Response Types Supported by the SiXPIR

Response Types Supported by the SiXPIR

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Honeywell SIXPIR - Lyric Smart Sensor Motion
Honeywell SiXPIR
Lyric Smart Sensor Motion
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In this video, Jorge discusses the Response Types that can be used with a Honeywell SiXPIR Motion Detection Sensor. This sensor is designed for use with the Resideo Lyric Security System. Only a select set of Response Types can be used with a SiXPIR Zone. The Device Type can only be set as a motion.

The Honeywell SiXPIR is part of the SiX Series Lineup of wireless sensors. These sensors can only be used with the Resideo Lyric. They connect with the system at a frequency of 2.4 GHz, and they use 128-bit AES encryption for added wireless security. But a unique aspect of these sensors is that they don't allow for customizable Device Types when programming. With the older style 5800 Series Sensors, you could set the Device Type to "Other". This would give you access to any Response Type.

With SiX Series Sensors, you can only choose Device Types specific to that type of sensor. For the SiXPIR, you have to choose "Motion Sensor" as the Device Type. This will restrict you to the Response Types available for the "Motion Sensor" Device Type. You cannot set the the Device Type to "Other" to gain access to any Response Type like you could for the Honeywell 5800 Sensors.

There are only a handful of Response Types you can use with the Device Type of Motion Sensor. These Response Types include Interior Follower, Perimeter, Day/Night, Interior with Delay, Resident Monitor, Resident Response, General Monitor and General Response. The most commonly used Response Types are Interior Follower, Interior with Delay, Perimeter and Day/Night.

Interior Follower will cause an immediate alarm if the zone is faulted while the system is Armed Away, unless an Entry/Exit Zone is faulted first. Interior with Delay is the same thing, except the alarm is not immediate, and the user will be able to disarm the system within the set Entry Delay Period before an alarm occurs. Interior Sensors are automatically bypassed when the system is Armed Stay. The Perimeter Response Type means that the system will go into immediate alarm if the zone is faulted while the system is Armed Away or Armed Stay. Finally, Day/Night means that an immediate alarm if the zone is faulted the system is Armed Stay or Armed Away, and a trouble condition will occur if the zone is faulted while the system is Disarmed.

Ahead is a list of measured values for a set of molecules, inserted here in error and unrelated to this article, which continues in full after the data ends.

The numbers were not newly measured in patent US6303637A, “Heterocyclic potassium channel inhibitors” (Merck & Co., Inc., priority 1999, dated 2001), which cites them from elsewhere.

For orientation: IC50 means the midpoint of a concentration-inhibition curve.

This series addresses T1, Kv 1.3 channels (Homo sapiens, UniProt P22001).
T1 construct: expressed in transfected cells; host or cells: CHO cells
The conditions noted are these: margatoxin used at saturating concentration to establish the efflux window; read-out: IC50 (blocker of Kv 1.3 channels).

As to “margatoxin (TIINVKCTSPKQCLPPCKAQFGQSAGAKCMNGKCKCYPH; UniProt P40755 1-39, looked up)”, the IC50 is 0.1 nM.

Hey, DIYers. I'm George from Alarm Grid. Today I'm going to be showing you guys all the different response types that you can use on a Honeywell SIXPIR. So the SIXPIR is a SIX Series motion sensor that you can use right now only on the Lyric Controller. So if you guys have an L5210, an L7000, even a VISTA system with the wireless Honeywell receiver, these SIXPIR motions will not work with those systems. They only work with the Lyric Controller. Now, there are about six or seven different response types for this motion sensor. I'm going to go over them later on in the video and how they set off the system in different ways. But you have Interior Follower, Interior Follower with Delay, Perimeter, Day and Night, General Response, General Monitor, Resident Response, Resident Monitor. All right, so that's actually eight, eight different response types that you can use on the SIXPIR with the Lyric. There's about eight different response types that you can use with the Lyric. However, when you're programming this into your system, there's only two device types that you can choose, one that actually works. So device types is whenever you're selecting what kind of sensor it is-- door, window, motion, fire, smoke, CO, panic. All right, so these when you learn them into the system, will either learn in or will only have the option of Motion or New. You can only select Motion if you want to save the zone programming. If you select New, it will not be an enabled zone. So when you're selecting the device type, you need to make sure that you're selecting Motion. Now, this is different for those of you who have ever had an older LYNX system or Honeywell VISTA system. When you're programming in 5800 series motions, like the 5800PIR for instance, the device type, you can actually switch it to Other. And when you select Other, you get a whole bunch of different options in the list for response types. When you select Other, you have a lot more options than the eight I just gave you for the response type that we're going to get on the Lyric system. Why? Because selecting Other, you're going to get different response types, such as auxiliary, panic, environmental, just different response types that you normally wouldn't get, especially when you're using this sensor. Since it is an intelligent sensor, it only allows you to choose device types between you and motion. All right, so you want to make sure you select Motion if you want the programming to work. So many people also wonder about the SIXPIR if there's a response type that's called Occupancy Sensor. So what an Occupancy Sensor does is it allows you to automatically change a building's temperature or lights in that area wherever the motion is detecting. And it allows it to change it whenever motion is detected in that area. Now, there's no way to directly do this with the SIXPIR. You would actually need to use Z-Wave devices and Scenes. Now, you can create Scenes from the panel. If you have Total Connect, you can also create Scenes. So like I said, you can't do it directly. However, for instance, let's say if I have a motion in my living room and I have a Scene in my Lyric system or my Total Connect account that whenever the motion is tripped to turn on the lights, you can go ahead and do that. Now, the thing with these sensors is, remember, they do have a sleep timer, which is-- since these are battery operated, in order to conserve power whenever the sensor's tripped, it actually goes into a sleep mode for about three minutes, because it's detecting movement. And then it'll come back up. So that's something very important to know if you're looking to basically-- if you want to walk past it to enable the lights and then walk past it again to disable it, it doesn't exactly work like that, because there is a sleep mode. So there is a sleep timer. So you want to take that into account whenever you're creating Scenes through Total Connect or through the panel. So now we're at the part in the video where I'm going to show you guys how the different response types make the Lyric system act whenever the sensor's tripped. So we have Perimeter. Perimeter, if you walk past this sensor while the system is armed, it will set off the alarm immediately. All right, there is no entry/exit for this and no entry/exit delay. It sets off the alarm right away. Interior Follower, what that does is if you walk past it while the system is armed and you have not tripped an entry/exit zone, then it'll set off the alarm. If you have tripped an entry/exit zone, then the sensor actually follows the entry/exit delay, and it will not set off an alarm. All right. The Interior Follower with Delay. Interior Follower with Delay, if you walk past it, this sensor will always have an entry/exit delay period. No matter if you don't have a sensor on your front door, if you'd walk past this sensor since it's set to Interior Follower with Delay, it automatically has that delay, which allows you to go to the system and arm it and disarm it. All right. Now for the other ones-- Day/Nights, General Response, General Monitor, Resident Response, Resident Monitor-- I actually want to show you guys how those interact. So I'm going to learn this into the panel real quick. We have a video that shows you how to program in SIXPIR to the Lyric system. So I'm going to basically just brush past this real quick. And if you guys need help programming it in, look up that video. But I'm going to show you guys right now what the different response types will do. So I'm going to go into Security, Tools. I enter in my installer code, which yours might be different. Mine is defaulted at 4112. I'm going to go to Program, Zones. I'm going to go to Zones. Let me take my cover off my SIX motion real quick, SIXPIR. All right, getting ready to learn it in. All right, so it automatically learned into Zone 3. I'm going to hit Zone 3 and Edits. So with the Day and Night response type, which is right here, what Day and Night does, it actually causes a trouble on the system. And I'm going to put my motion down real quick so I don't set it off, so it doesn't detect my heat right away. So I'm going to go ahead and hit Save on Day and Night. And I'm going to wave my hand in front of it. And you're going to see that it's actually going to set off a trouble on the system. [BEEPING] Trouble, Motion 3 Sensor. And it'll keep doing this until you disarm it. So I'm going to go ahead and disarm it with my master code which is defaulted at 1234. Disarmed. There's a difference between installer and master code. So that's Day and Night. Let me show you guys-- oop, sorry. A trouble, you have to disarm twice, by the way. Disarmed. Ready to arm. Now I'm going to show you guys the different programming, the different response type. So we just did Day and Night. I'm going to hit Edit. Now I'm going to show you guys Resident Monitor. So what Resident Monitor is going to do, it's just going to monitor the zone. When I wave my hand in front of it, it'll let me know that the sensor has been faulted. But then it'll disappear after about 10 or 15 seconds. Activity detected motion sensor. Activity detected. And if you have voice and chime enabled, then it'll actually say-- Activity detected motion sensor. If you have a descriptor, it might also say that as well, so if you have it set to living motion. But then it disappears. By the way, Resident Monitor, Resident Response, those do not log to your activity, to the activity log. So let me go back into Tools. Let me show you guys Resident-- we just did Resident Monitor. Let's do Resident Response. Now, Resident Response means you actually have to respond to the zone. So it's actually going to give me a prompt up there. And it's going to make me enter in a code to release that prompt. So if you guys want to monitor a zone and you want to make sure that the system leaves a message up there until you acknowledge it, until you respond to it, this is a good one to use also. Activity detected motion sensor. Now, this is going to stay up there until I actually go in and hit Cancel and enter in a code. So it will stay there the whole time until someone responds and acknowledges it. So if I hit-- Activity detected motion sensor --Cancel and I enter in my master code again-- Disarmed. Ready to arm chime. Cool. Again, I'm going to go into Security. Disarmed. Ready to arm. Chime. Tools, go back into Programming. Sorry I'm rushing through this. I just need to show you guys the different response types. General monitor. I'm going to back out. Now, the General Monitor and General Response, these will log to the event log. However, they do not report to the central station still. So the Resident Response, Resident Monitor, General Response, General Monitor do not report to a central station. Now, let me show you guys what the General-- I think we set it to General Monitor-- does. Activity detected motion sensor. And that's it. It just announces that the sensor has been tripped. But that's pretty much it. It still allows you to arm, disarm. Nothing crazy happened there. Now let's set it to General Response. This, remember, the response, you have to respond to the system. So you have to acknowledge it. So it won't give me that same prompt, that Resident Response. But it'll actually have it in the background, which you'll see right now. Activity detected motion sensor. And it'll leave that motion detected 3, it'll-- Activity detected. It'll leave it on there until you acknowledge or respond to it. So now you see how it doesn't have a disarm, like how the trouble and the Resident Response had the cancel. The Day and Night had the disarm because of the trouble. Now, this one actually just lets me know that a motion has been detected. You can still arm. You can still disarm it. But if you want the panel to stop announcing that motion, you have to hit the Home button twice and disarm it. See, motion detected. You have to enter in your code. Disarmed. Ready to arm. Once you enter in your code and you've acknowledged it, well, the system goes back into ready to arm. It stops announcing that the motion has been detected, because you've already acknowledged it. And that is pretty much it. So those are the General Response, General Monitor, Resident Response, Resident Monitor, and Day and Night. Those are the five ones that a lot of people usually have questions on, because they don't know how they work. Again, remember, the Day and Night will set off a trouble. The General Response, General Monitor, Resident Response, Resident Monitor do not report to the central station. The Resident Response and Resident Monitor do not log anything to the event log. However, General Response, General Monitor will log it to the event log. These four, none will report to the central station, though. So if you want a motion sensor that won't report to the central station but you want the panel to announce, you might want to use one of these four different response types. And you saw how each one worked. So you guys can play around with whatever one would work best for you. All right, if you guys have any questions about the response types, please feel free to email us at If you found this video hopeful, make sure you hit Like underneath. Subscribe to the channel. And enable notifications so whenever we upload new content, you guys get notified. I'm George, and I'll see you guys next time.